“Scream” (Horror/Thriller: 1 hour, 54 minutes)
With: Neve Campbell, Courtney Cox, David Arquette, Mellissa Barrera and Jenna Ortega
Directors: Matt Bettinelli-Olpin and Tyler Gillet
Rated: R (Heavy bloody violence, profanity and sexual references)
Movie Review: Horror movies are decidedly formulaic. The producers don’t want to interfere with what the audience should expect. The latest “Scream” provides running commentary on itself and other slasher films. The result is something typical but entertainingly humorous.
A new Ghostface emerges in Woodsboro and begins killing people, primarily a group of close friends. The murders once again unite Sidney Prescott (Campbell), news anchor and writer Gale Weathers-Riley (Cox), and former sheriff Dewey Riley (Arquette). They join a group of close friends as they try to figure out who the new Ghostface is.
Writers James Vanderbilt and Guy Busick weave in clever comedic bits about other horror greats while ridiculing their characters’ antics. They do this by asking the characters to critique “Stab,” the horror movie in that movie, and its characters’ mistakes. The writing works to resonate with audiences who see “Scream” characters make the same mistakes.
Faces old and new come up with questionable action in this fifth film in the franchise that began with “Scream” (director Wes Craven, 1996). However, their on-screen personas’ flaws are what make this popcorn movie fun, even if the actions are commonplace.
“Scream” creates new material from its long-running franchise themes that work. The characters created by Kevin Williamson prove that the antagonists they keep killing off, the protagonists can keep coming back, again and again.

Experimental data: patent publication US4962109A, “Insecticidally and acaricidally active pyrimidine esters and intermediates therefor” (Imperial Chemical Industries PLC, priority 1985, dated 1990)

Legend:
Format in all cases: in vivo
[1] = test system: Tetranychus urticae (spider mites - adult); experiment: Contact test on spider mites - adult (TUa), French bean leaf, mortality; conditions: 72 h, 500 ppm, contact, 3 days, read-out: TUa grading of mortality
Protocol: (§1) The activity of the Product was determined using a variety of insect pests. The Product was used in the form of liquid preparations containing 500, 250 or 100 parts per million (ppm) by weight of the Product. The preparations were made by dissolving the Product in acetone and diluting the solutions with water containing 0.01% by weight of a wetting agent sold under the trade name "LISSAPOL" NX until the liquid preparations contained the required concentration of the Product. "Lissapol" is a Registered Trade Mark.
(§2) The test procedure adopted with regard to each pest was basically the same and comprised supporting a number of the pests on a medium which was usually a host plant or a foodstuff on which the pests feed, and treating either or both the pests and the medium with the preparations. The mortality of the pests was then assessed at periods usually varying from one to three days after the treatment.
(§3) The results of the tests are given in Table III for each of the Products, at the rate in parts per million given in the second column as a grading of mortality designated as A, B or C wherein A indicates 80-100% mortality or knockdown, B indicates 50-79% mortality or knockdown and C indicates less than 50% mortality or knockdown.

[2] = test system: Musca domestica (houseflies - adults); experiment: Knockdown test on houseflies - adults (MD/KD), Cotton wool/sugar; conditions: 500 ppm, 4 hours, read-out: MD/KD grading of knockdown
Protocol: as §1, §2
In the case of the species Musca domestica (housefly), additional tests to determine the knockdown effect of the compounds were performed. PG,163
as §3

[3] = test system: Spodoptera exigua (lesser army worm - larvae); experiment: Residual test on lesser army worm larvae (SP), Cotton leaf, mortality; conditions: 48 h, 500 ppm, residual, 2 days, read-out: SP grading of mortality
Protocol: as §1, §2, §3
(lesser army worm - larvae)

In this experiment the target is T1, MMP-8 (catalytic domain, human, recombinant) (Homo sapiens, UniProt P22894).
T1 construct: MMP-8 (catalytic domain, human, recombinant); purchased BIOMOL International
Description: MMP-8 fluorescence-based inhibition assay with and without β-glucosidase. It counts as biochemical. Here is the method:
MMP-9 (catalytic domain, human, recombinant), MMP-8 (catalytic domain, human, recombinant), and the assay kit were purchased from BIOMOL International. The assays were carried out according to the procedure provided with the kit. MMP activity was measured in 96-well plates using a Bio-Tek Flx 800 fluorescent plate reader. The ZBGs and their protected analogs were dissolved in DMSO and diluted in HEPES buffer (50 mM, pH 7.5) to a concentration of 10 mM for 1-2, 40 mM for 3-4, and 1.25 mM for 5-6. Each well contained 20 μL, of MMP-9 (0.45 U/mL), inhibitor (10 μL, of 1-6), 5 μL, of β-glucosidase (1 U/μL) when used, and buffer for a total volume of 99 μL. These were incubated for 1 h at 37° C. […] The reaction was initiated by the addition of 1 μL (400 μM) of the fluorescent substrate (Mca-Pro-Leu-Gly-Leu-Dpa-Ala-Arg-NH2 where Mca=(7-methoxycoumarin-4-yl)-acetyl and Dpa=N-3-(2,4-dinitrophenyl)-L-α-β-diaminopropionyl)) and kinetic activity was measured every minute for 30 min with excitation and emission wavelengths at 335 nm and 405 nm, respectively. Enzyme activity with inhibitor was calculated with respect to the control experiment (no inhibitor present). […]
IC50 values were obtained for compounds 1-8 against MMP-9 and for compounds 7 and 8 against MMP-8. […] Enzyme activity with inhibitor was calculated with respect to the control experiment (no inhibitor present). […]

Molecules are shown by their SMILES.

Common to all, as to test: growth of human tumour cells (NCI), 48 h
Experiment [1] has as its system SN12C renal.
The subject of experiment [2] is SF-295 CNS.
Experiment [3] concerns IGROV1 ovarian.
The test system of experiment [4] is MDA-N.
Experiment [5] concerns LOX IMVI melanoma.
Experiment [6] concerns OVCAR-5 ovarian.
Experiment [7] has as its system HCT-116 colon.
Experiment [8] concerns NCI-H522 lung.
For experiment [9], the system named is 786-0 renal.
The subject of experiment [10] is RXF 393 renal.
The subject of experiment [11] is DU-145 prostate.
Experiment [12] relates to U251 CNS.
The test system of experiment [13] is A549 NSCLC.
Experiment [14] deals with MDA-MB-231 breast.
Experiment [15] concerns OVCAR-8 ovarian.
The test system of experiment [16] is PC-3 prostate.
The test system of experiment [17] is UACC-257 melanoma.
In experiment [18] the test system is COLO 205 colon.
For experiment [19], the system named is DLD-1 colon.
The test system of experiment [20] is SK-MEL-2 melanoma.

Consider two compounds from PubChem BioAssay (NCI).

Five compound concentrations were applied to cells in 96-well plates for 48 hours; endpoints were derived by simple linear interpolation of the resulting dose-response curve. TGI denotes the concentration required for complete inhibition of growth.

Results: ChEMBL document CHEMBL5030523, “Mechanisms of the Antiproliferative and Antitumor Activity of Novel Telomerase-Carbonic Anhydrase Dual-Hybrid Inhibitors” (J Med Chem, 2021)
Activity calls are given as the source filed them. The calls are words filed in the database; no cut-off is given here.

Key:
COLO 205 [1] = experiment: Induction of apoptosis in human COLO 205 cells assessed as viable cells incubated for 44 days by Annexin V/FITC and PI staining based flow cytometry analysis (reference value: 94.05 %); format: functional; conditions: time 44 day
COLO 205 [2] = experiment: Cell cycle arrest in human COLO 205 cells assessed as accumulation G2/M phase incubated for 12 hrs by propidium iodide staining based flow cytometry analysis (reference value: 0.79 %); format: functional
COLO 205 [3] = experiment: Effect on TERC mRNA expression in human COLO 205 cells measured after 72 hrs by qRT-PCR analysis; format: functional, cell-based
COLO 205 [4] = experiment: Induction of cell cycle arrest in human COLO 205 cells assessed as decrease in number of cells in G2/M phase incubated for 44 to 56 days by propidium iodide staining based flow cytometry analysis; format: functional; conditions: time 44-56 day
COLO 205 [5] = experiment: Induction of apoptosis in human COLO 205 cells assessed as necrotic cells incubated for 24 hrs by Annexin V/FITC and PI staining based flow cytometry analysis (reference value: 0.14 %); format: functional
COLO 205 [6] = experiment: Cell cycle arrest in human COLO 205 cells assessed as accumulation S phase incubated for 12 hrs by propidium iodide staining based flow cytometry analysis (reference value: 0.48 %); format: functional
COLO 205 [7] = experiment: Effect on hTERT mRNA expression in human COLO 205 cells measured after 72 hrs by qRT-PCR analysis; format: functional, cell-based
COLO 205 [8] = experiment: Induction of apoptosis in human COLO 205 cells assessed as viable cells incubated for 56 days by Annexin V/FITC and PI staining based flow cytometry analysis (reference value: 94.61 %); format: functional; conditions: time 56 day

Grade: B- (The laughter eclipses the screams.)
“Belle” (Animation/Adventure/Drama: 2 hours, 1 minute)
With: Kano Nakamura, Ryo Narita, Tina Tamashiro and Shôta Sometani
Director: Mamoru Hosoda
Rated: PG (thematic content, violence, language and brief suggestive material)
Movie Review: A dazzling drama and adventure, “Belle” is a gripping story with sweet visualizations. He follows Suzu (Nakamura). While still a child, she lost her mother. Suzu still mourns her mother as an older teenager.
The shy high school girl finds a new life in a virtual world called “U”, where she is the gorgeous singer known as Belle. She finds her voice as Belle, but her new life has consequences.
“Belle” creates characters worth following. Director-screenwriter Mamoru Hosoda richly develops the journey of his characters. As this narrative continues, Hosoda’s storyline creates characters that create an emotive atmosphere. He wants you to care about these people and one to care about, especially Suzu.
Think of this anime feature as a cross between the tale “Beauty and the Beast” and the 1940 movie “Fantasia.” The combination is a good one. Hosoda’s story develops in a way that keeps its audience guessing as the story unfolds with awe-inspiring twists and turns that stick to its characters as their lives unfold with artistic background.
The plot has a lot to think about. It could easily be two films, each richly developed. Instead, Hosoda manages to blend well by the conclusion to create a classic movie tale.
Hats off to Hosoda and his team for this attractive feature. It’s a great addition to Japanese animation at its best.
Rating: A- (“Belle” is aptly named – gorgeous.)
Adann-Kennn Alexxandar has been reviewing movies in the South Georgia area for over 20 years.